The world shrank, becoming only a backdrop for their silent tableau. Her shadowed green eyes never strayed from his pensive blue ones. Her jeaned legs were braced slightly apart; her chest moved raggedly under a pullover sweater striped in russet and gray. He wanted to hug her, wanted to gather this deceptively delicate-looking woman into his arms and tell her that he’d never forgotten her. Instead, he shoved his hands into his trouser pockets.

  “You cut your hair,” he said finally.

  She blinked, thought for a moment, then nodded. “Right after I came home. As part of my starting-new program.”

  “Pretty dramatic.”

  Touching a hand to the short, feathery cap of cinnamon-red hair that had once hung to her waist, she smiled tentatively. “I guess it’s a shock to you.”

  “I’m used to shocks. I like it.”

  “At least it makes me look older. Now when I see myself in a mirror I don’t fight an urge to buy pompoms and join a cheerleading squad.”

  He forced a jaunty grin on his face. “How old are you these days?”

  “On a good day, thirty. On a bad day, about a hundred and twelve. How about you?”

  “On a good day, thirty-six. On a bad day, about fourteen. I regress.” She laughed, but the sound died quickly. She looked at him in bewilderment. “What’s wrong?”

  Kyle realized that his face was revealing a lot more than he’d planned. “I’ve never heard you laugh before. It’s a nice sound.”

  She glanced away, her expression troubled. “Well, we didn’t get a chance to spend much time together, before. What, an hour in Surador? A few days at the hospital in Virginia? And the situations didn’t lend themselves to humor.”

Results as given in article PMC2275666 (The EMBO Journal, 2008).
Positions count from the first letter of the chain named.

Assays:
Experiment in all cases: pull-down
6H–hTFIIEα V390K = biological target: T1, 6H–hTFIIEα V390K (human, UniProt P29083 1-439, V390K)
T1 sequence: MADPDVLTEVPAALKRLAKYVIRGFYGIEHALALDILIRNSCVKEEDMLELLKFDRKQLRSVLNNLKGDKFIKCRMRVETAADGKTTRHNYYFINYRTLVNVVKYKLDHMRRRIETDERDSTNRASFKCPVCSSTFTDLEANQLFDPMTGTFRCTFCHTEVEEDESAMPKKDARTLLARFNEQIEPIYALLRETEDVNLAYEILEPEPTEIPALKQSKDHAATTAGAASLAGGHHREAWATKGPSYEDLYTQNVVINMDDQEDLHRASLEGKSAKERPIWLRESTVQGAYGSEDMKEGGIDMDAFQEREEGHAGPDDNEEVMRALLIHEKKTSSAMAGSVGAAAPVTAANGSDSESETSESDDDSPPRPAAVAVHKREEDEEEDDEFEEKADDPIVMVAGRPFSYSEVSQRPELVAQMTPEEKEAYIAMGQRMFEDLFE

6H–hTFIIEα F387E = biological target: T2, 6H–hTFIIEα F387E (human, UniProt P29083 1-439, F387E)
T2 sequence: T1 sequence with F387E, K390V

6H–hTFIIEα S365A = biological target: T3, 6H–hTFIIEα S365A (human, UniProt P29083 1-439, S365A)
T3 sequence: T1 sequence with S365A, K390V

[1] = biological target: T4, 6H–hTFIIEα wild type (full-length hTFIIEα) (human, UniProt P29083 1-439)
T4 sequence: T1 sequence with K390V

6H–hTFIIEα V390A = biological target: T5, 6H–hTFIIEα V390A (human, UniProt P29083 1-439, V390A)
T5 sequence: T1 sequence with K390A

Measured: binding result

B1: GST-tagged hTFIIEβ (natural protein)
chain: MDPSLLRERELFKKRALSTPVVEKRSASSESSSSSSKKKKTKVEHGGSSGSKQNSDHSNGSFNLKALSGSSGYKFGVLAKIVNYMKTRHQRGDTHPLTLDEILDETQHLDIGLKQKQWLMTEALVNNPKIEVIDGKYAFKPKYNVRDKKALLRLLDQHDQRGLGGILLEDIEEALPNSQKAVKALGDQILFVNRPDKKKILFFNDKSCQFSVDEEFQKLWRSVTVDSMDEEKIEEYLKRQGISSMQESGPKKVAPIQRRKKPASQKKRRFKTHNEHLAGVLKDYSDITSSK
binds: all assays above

“I’m glad you can laugh now.”

  “Can you?” She watched him closely.

  He nodded. “On the good days.”

  “Do you and your brother stay busy down in Ft. Lauderdale? With the new work?”

  “As busy as two old retired men want to be.”

  “Well, Gramps, how does it feel to run a safe, normal import-export business?”

  Kyle considered telling her the truth, but decided that it might make her more wary of him. The business was a front for a private investigations service—very discreet and very far above the average P.I.’s milieu. Their clients included small foreign governments and multinational corporations. But compared to their former occupations, the work was definitely safe and normal.

  “There’s a lot of money in shipping and receiving European antiques,” Kyle told her lightly. “And no one tries to kill you over them.”

  “You look good, Kyle. I mean that.”

  His stomach tightened. He didn’t dwell on his scars. He knew exactly how awful they were, but Sara sounded very sincere. He liked the quality and gentleness of her lie. “I’ve had a lot of plastic surgery. I’ll have more, as time goes by.” He changed the subject quickly. “Where’s the secret door?” He gestured toward the stone wall. “How did you get out and sneak up on me? If I give you some cereal box tops, can I have your special map and decoder ring?”

  Her eyes crinkled with amusement. “The keep was designed to be mysterious. My grandfather was a creative architect. My mother added a few secret touches of her own.”

  “Which is a polite way of saying ‘Mind your own business, nosy.’ ”

  “I’m afraid so.” Frowning, she added, “It has to be that way. If I’d been secretive about my work before, there wouldn’t have been any trouble.” Sorrow flickered in her eyes for an instant as her gaze swept his face; without words she showed her guilt over his own condition.

  “You were doing your job,” Kyle told her gruffly. “I was doing mine. We couldn’t help what happened.”

  She shook her head. “I could have.”


  “By not trusting Valdivia to begin with.” Visibly shaken, she raised a hand to her throat. “That’s the first time I’ve said his name out loud since I came home from South America. I’d prefer never to say it again.”